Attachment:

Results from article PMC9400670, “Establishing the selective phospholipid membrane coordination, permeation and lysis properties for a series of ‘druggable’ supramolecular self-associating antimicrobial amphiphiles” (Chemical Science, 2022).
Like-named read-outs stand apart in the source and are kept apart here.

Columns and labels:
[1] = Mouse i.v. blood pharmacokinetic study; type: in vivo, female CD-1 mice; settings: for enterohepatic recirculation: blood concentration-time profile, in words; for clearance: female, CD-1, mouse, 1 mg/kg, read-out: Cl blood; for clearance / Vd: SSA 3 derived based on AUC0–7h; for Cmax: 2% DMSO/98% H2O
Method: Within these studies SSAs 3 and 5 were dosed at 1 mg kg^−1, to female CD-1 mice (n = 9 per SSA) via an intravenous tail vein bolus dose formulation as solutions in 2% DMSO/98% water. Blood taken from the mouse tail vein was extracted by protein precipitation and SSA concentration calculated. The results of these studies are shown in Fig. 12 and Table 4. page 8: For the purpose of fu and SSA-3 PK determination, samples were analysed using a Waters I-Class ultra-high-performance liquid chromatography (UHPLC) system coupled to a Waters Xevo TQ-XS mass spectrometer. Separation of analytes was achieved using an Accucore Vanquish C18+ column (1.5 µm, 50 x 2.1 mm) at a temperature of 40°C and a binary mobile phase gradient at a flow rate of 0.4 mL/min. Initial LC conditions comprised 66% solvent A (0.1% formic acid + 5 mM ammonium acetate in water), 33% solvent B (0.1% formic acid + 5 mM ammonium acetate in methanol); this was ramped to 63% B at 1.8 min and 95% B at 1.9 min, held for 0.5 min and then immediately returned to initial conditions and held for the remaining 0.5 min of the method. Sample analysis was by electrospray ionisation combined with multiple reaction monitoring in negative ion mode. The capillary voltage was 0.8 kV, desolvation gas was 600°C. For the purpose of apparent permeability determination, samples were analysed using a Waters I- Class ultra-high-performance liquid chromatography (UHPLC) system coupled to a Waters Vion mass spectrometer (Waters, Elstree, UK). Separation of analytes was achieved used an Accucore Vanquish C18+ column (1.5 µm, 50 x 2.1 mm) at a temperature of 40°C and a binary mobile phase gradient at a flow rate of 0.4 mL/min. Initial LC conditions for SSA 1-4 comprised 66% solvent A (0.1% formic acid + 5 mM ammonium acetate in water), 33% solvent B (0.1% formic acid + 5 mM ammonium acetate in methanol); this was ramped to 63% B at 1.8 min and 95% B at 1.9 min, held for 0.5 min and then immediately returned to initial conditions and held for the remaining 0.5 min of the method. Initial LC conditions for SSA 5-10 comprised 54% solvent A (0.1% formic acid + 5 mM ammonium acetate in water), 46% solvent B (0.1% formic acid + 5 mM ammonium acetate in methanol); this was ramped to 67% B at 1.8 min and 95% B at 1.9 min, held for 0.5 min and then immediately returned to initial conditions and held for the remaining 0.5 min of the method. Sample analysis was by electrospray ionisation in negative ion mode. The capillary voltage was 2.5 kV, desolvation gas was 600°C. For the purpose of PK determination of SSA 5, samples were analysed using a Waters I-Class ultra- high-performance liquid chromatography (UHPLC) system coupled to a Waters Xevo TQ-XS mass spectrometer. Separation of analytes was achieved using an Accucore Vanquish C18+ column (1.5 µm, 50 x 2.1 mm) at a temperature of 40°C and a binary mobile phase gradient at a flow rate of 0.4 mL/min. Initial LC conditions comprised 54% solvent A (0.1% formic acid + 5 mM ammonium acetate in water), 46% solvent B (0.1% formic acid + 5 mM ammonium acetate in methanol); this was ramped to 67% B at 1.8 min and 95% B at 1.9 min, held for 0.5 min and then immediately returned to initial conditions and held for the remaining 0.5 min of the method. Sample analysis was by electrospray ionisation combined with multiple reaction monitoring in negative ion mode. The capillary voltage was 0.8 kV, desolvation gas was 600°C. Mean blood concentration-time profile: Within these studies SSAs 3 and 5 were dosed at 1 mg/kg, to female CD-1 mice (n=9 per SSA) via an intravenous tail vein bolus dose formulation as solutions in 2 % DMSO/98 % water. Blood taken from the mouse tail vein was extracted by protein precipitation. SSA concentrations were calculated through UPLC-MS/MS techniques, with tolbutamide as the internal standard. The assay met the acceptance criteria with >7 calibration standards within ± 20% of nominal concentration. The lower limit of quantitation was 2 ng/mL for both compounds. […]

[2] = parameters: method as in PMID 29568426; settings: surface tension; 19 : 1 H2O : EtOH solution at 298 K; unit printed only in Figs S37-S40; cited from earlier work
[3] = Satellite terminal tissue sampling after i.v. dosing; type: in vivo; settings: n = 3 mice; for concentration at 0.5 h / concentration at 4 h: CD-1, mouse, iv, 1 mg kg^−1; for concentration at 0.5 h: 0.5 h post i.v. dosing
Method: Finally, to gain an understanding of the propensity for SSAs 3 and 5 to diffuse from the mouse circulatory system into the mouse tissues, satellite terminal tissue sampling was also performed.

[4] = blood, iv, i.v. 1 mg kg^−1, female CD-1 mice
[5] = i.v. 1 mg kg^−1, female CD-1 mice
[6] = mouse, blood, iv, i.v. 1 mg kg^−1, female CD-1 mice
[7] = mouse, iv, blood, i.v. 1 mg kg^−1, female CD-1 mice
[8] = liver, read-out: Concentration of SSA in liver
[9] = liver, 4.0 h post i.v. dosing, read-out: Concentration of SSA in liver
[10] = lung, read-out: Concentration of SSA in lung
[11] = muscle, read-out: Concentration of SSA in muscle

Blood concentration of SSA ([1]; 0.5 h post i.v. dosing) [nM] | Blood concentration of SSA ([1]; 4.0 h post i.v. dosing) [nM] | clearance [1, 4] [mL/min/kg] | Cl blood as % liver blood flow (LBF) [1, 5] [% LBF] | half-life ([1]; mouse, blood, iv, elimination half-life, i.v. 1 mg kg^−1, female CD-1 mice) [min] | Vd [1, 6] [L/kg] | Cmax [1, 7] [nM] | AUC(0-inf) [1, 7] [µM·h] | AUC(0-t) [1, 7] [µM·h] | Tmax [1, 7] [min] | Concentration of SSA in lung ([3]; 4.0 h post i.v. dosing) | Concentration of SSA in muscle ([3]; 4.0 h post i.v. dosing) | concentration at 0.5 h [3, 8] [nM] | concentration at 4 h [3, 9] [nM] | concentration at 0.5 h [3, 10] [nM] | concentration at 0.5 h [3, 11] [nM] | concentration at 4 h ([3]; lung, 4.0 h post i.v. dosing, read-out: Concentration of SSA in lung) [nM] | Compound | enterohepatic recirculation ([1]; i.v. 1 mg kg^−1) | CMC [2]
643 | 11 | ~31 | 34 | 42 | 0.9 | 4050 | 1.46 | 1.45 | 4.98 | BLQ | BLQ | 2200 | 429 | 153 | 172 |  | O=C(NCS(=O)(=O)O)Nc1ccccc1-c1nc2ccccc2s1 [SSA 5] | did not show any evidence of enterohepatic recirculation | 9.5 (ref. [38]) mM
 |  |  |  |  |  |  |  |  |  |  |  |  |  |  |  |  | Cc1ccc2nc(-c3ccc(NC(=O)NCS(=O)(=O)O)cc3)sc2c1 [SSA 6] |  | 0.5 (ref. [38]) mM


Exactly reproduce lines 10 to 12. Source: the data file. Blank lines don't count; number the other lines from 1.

[5] = i.v. 1 mg kg^−1, female CD-1 mice
[6] = mouse, blood, iv, i.v. 1 mg kg^−1, female CD-1 mice
[7] = mouse, iv, blood, i.v. 1 mg kg^−1, female CD-1 mice